July 7, 2009

FDIC Releases Proposed Policy Statement On Private Equity Investments in Failed Banks or Thrifts

The Federal Deposit Insurance Corporation (the “FDIC”) on July 2, 2009 released a Proposed Statement of Policy on Qualifications for Failed Bank Acquisitions (the “Proposed Policy Statement”) that provides guidance to private equity investors interested in acquiring or investing in the assets and liabilities of failed banks or thrifts.  If adopted, the Proposed Policy Statement would introduce significant additional complexity for private equity firms considering either an investment in a failed bank or thrift or an application for deposit insurance for a new institution that will acquire assets of failed institutions.  Importantly, the Proposed Policy Statement does not apply to investments in healthy institutions or other institutions that have not been placed in receivership.  Although it is conceivable that the principles in the Proposed Policy Statement could be applied by other banking regulators more generally, news reports indicate that both Comptroller of the Currency John Dugan and Acting Office of Thrift Supervision Director John Bowman oppose the proposal in its current form for fear it could have a chilling effect on private equity investments in failed banks and thrifts.

Under the Proposed Policy Statement, the FDIC would establish standards for bidder eligibility in connection with the resolution of failed insured depository institutions, which would:

  • Require that private equity investors provide capital support to the acquired depository institution;
  • Require that private equity investors provide cross guarantees to the FDIC with respect to substantially commonly owned depository institutions;
  • Impose limits on transactions with affiliates;
  • Require maintenance of continuity of ownership for a three year period;
  • Impose clear limits on “secrecy law jurisdiction” vehicles as the channel for investments;
  • Impose limitations on whether existing investors that directly or indirectly hold 10% or more of the equity of an institution could bid on that institution if it entered receivership; and
  • Require disclosure commitments, including those related to the size of the investing fund or funds, the fund’s diversification, and the “return profile,” marketing documents, management team and business model.

“Silo” Structures.  The FDIC noted in the Proposed Policy Statement that it has reviewed various private capital investment structures and considers that some common structures raise potential safety and soundness considerations and risks to the Deposit Insurance Fund (the “DIF”) as well as important additional compliance issues.  The Proposed Policy Statement states that “silo” structures would not be eligible bidders for failed bank assets and liabilities, although the Proposed Policy Statement does not explain with any specificity which types of structures the FDIC would treat as “silo” structures.  The FDIC expressed its view that, under these structures, beneficial ownership cannot be ascertained, the parties responsible for making decisions are not clearly identified, and ownership and control are separated.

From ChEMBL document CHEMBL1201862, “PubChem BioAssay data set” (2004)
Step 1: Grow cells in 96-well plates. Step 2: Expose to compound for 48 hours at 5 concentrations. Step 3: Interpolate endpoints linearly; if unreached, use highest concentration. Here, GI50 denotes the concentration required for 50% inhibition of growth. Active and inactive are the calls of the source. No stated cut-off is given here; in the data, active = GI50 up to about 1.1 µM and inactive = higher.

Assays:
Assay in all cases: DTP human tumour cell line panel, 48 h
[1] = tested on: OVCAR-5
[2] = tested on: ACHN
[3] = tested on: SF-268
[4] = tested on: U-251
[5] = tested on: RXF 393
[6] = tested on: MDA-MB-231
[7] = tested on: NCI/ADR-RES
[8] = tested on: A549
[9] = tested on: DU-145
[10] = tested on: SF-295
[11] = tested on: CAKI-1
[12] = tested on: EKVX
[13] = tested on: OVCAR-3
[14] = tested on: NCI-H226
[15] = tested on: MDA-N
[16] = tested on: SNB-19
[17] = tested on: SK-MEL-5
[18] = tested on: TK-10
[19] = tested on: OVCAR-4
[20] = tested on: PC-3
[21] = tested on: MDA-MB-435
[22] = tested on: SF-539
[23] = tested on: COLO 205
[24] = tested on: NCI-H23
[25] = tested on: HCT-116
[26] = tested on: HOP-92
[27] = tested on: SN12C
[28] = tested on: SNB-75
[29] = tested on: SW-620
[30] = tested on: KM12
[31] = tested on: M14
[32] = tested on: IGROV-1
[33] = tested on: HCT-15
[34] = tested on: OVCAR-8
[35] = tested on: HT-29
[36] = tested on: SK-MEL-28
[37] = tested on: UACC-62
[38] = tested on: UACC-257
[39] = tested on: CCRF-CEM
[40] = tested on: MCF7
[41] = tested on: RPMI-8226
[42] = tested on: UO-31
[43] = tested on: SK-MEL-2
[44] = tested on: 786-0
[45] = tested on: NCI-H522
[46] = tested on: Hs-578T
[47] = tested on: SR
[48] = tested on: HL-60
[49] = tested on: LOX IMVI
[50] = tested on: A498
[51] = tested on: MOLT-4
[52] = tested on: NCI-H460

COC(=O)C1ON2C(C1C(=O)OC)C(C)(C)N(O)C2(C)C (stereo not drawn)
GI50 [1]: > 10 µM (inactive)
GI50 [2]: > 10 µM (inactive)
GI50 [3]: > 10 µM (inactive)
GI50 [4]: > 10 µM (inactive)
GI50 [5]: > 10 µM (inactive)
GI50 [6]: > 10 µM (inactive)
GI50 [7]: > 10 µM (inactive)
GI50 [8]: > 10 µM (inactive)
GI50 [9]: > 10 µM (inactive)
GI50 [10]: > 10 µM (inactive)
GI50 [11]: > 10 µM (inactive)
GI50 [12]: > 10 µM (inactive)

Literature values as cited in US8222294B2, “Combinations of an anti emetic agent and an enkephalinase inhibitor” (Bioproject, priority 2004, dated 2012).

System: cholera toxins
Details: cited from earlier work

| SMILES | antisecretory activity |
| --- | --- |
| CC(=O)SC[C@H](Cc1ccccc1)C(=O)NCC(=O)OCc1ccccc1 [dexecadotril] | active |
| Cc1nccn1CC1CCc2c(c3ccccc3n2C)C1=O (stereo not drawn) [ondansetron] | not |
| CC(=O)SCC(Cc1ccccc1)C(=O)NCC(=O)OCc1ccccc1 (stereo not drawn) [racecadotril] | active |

The proposed limitations on “silo” structures are particularly important for investors seeking to acquire an interest in a failing thrift institution (as opposed to a failing bank).  There have been some notable private equity investments carefully structured to allow private equity sponsors to form bank-focused private equity funds that themselves will become bank holding companies, without subjecting the limited partners or related funds to the burdens of becoming bank holding companies (so-called “silo” structures).  For example, certain principals of JLL Partners, a diversified private equity firm with interests across a spectrum of industries, created a new fund that became a registered bank holding company by acquiring control of a Texas-based bank holding company.  Although the new fund registered as a bank holding company, the individual principals did not, and JLL’s other private equity activities conducted outside the bank fund chain were unaffected.  More recently, though, Federal Reserve Board staff have indicated a strong reluctance to approve any such silo structures, citing concerns about the potential mixing of commerce and finance presented by such structures.  In contrast, the Office of Thrift Supervision has permitted investors to acquire a thrift institution through a silo structure, most notably in the acquisition of a controlling interest in Flagstar Bancorp Inc. by an entity related to Matlin Patterson Global Advisers LLC.  We note, however, that the continued viability of the Office of Thrift Supervision and, perhaps, even the thrift charter, have been called into doubt by the Treasury’s recently released white paper on financial regulatory reform.

Capital Commitment.  The Proposed Policy Statement goes far beyond what current law and policy would require with respect to capital adequacy.  It would require that an acquired depository institution be exceptionally well capitalized, with a Tier 1 leverage ratio of 15% to be maintained for a period of at least three years, and thereafter continue to operate at a “well capitalized” level.  If at any time the depository institution fails to meet this standard, the private equity investors would have to immediately facilitate restoring the institution to the “well capitalized” level.  Failure to maintain the required capital level would result in the institution being treated as “undercapitalized” for purposes of applicable Prompt Corrective Action guidelines, thereby triggering all of the measures that would be available to the institution’s regulator in such a situation.  In comparison, under current Prompt Corrective Action guidelines adopted by the federal banking agencies, an institution is considered “well capitalized” if it maintains a leverage ratio of not less than 5% and meets certain other tests.  Historically, in the context of granting deposit insurance to a de novo charter, the FDIC has required that initial capital be sufficient to maintain an 8% leverage ratio for three years.